By Caitlin Kelly
I’m intrigued by what we eat, why we choose it and how challenging it is to eat (and drink!) very differently if you’re trying to lose weight.
Here’s a link to a new book that explains how major food companies carefully engineer things like potato chips so they are quite literally irresistible.
English: A pile of potato chips. These are Utz-brand, grandma’s kettle-cooked style. (Photo credit: Wikipedia)
In 2002, I gained 23 pounds in one year, stunning both my GP and ob-gyn.
I hadn’t done anything very differently, (no entire-cream-pie-eating-sessions, for example), but two major events had happened in the same six months — I’d started research, and lots of travel, on my first book and my mother (who survived) was found to have a very large brain tumor.
I went out to Vancouver, British Columbia, (I was in Dayton, Ohio doing book research when I learned I had a few days to get there) to see her through the surgery. Oh, and, I’d discovered some cysts in one breast (turned out to be nothing) that was scaring me shitless.
My point is this — if you’d commanded me, then, to count every calorie I was ingesting, I’d have laughed hysterically. Every ounce of my energy and wits was already in play.
Nor did I have much free time to go to a gym or be intentional about weight loss. I was writing a book about women and guns in America, a topic that was sometimes so dark and frightening I got secondary trauma. I’ve never owned a scale, nor am I the sort of person who stares at herself in the mirror every day pinching every excess inch with self-loathing.
But I do live and work in a wealthy suburb of New York City, where the alpha women are all ropy arms, size 2’s in sheath dresses, their calves the diameter of my forearms. And, in America, being productive trumps everything, so we’re all running reallyfastallthetime, tending to the endless needs of our bosses, clients and families, usually in that order.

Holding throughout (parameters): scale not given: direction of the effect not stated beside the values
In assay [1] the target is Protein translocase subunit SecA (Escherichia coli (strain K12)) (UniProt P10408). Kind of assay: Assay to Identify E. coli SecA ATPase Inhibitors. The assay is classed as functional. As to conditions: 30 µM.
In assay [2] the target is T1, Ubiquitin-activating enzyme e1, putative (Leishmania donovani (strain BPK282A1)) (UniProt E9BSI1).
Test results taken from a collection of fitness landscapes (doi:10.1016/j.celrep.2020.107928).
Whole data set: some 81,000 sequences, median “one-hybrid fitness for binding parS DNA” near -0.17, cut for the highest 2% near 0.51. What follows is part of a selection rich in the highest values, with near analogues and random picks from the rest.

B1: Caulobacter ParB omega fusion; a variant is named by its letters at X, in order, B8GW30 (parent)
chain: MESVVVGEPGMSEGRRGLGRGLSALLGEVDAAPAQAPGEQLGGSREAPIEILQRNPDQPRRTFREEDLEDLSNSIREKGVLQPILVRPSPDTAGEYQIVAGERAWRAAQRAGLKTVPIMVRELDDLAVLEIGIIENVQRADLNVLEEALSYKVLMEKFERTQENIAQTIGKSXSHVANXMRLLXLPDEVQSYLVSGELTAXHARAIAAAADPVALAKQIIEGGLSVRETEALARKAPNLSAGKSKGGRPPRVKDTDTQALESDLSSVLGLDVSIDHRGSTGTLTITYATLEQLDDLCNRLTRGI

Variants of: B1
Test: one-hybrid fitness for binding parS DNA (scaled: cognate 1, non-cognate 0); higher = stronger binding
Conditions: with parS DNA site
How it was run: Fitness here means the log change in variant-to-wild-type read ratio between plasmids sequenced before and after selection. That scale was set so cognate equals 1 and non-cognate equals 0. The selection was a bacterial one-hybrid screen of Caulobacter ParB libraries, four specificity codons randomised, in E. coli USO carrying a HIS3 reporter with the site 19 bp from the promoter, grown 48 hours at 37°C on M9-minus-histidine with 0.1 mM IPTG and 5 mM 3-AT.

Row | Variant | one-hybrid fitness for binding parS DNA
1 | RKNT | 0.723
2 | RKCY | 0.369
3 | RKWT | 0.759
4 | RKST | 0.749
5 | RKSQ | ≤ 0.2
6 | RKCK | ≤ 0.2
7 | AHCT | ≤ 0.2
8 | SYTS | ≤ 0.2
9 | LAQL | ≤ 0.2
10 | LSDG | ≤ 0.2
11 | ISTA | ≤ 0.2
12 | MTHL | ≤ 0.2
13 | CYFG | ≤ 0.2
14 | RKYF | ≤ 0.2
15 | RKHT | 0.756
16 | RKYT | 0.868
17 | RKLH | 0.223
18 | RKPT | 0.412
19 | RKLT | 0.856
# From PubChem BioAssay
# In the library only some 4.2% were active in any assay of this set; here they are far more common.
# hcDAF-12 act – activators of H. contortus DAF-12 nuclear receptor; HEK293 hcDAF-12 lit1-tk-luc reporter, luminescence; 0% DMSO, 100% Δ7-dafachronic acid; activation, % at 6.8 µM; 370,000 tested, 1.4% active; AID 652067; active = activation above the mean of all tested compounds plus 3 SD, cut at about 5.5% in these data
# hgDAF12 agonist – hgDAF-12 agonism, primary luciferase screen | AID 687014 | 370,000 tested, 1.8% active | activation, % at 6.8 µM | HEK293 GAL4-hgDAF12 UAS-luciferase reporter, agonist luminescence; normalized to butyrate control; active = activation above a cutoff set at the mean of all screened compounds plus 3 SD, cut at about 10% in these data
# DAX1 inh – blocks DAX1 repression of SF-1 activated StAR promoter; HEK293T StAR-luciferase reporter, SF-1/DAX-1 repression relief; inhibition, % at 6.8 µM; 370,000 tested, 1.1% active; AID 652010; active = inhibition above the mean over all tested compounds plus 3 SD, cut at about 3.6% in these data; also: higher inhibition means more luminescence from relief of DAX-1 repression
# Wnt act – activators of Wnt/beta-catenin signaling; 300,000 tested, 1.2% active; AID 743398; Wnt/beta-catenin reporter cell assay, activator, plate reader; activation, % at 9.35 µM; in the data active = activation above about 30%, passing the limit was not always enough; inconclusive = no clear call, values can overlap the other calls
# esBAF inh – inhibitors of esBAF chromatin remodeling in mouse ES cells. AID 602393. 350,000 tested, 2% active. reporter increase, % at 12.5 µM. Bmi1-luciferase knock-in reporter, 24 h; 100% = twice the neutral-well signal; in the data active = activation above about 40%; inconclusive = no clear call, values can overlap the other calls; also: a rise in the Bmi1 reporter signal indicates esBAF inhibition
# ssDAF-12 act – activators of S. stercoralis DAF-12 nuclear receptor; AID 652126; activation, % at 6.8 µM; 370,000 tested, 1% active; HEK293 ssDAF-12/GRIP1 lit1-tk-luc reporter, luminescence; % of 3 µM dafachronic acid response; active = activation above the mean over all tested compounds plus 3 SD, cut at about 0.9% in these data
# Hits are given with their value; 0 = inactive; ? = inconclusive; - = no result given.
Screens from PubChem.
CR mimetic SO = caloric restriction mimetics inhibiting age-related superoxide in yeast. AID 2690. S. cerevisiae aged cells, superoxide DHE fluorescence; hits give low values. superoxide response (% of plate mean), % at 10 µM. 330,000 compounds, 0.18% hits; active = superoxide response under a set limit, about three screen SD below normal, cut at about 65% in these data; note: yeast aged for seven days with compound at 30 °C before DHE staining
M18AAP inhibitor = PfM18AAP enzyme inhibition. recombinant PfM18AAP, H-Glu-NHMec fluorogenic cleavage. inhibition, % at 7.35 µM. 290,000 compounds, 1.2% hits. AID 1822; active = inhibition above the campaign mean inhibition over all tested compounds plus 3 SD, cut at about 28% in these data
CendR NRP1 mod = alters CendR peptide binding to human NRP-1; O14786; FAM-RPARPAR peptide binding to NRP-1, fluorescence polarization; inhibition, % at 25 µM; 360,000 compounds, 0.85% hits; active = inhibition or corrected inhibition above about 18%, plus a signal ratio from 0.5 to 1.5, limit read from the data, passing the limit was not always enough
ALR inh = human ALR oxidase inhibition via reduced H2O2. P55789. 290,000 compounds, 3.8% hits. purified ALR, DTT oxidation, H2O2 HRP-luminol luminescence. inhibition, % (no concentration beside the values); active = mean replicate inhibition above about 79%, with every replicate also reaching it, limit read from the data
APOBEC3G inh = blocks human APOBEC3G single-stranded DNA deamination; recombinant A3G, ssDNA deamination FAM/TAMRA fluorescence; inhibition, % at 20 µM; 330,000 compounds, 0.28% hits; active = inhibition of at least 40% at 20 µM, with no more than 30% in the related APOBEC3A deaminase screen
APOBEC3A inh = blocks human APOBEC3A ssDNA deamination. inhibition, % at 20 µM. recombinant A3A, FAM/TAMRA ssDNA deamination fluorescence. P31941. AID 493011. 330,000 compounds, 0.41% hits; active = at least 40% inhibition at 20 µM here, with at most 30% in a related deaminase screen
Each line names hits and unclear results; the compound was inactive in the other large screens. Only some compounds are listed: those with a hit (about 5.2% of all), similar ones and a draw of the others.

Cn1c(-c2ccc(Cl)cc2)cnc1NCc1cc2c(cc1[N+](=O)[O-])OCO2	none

Oh…..and our needs as well.
I think this skewed order is very much a part of why so many people are so fat. When the only source of real, cheap, accessible pleasure is something in a crinkly bag you can cram into your mouth while driving/commuting/sitting at your desk, you’re going to take the path of least resistance.
If the only thing that day (or week or month) that is going to make you 100 percent happy, (without a fight or eye-roll or endless negotiation with a whiny toddler), is a doughnut (dopamine hit alert!), odds are higher you’ll reach for the easy, quick and cheap holy trinity of sugar, salt and fat than a pious, low-cal apple or pile of celery sticks.
The Thai versions of Lay’s Potato Chips. Most of the flavours are seafood oriented. Why can we not get these flavours in America? (Photo credit: Wikipedia)
Our choices are also deeply cultural. I recently interviewed a senior manager who tried to call a lunch meeting of her staff in Montreal, a city with French values (food matters!) in a nation much more committed to life balance. No one came. I love that!
We are all deeply hungry, throughout our lives, for many things — silence, beauty, kindness, understanding, stimulation, leisure, pleasure, solace. Many of us simply do not have enough of these things in our days, or lives. We under-value them, or refuse to carve out time for them or have made too many commitments to many other people. We’re lonely or bored or overworked or underpaid. Possibly all of these miseries at once!
Food becomes proxy for so many other things we really want but can’t get, often in public moments when we most need comfort or joy: Fries instead of a hug. A Coke instead of a compliment. A bag of popcorn, with butter, instead of ten (six?) hours’ unbroken sleep. A 20-ounce latte instead of 20 minutes’ walk in fresh air with a lovely view.
I’m trying, still, to lose that weight, upping my exercise routine and being more careful about intake choices. So fucking tedious!
English: Snack food (potato chips and the like) vendors at side of church in Coyoacan, Mexico City (Photo credit: Wikipedia)
Simply counting all those calories doesn’t address the fundamental and challenging issues of every single choice affected by our knowledge [or lack of] nutrition, our limits of self-discipline, our self-awareness, and the limited time many of us have to choose, prepare and consume affordably healthy food.
I did an eight-day silent retreat two years ago and when I re-emerged into the noisy chaotic world I was much more aware how noisy environments made me unconsciously eat more faster.
Food contains so much more than calories!
Here’s an interesting blog post about how we decide what to eat.
Do you enjoy cooking, and/or eating?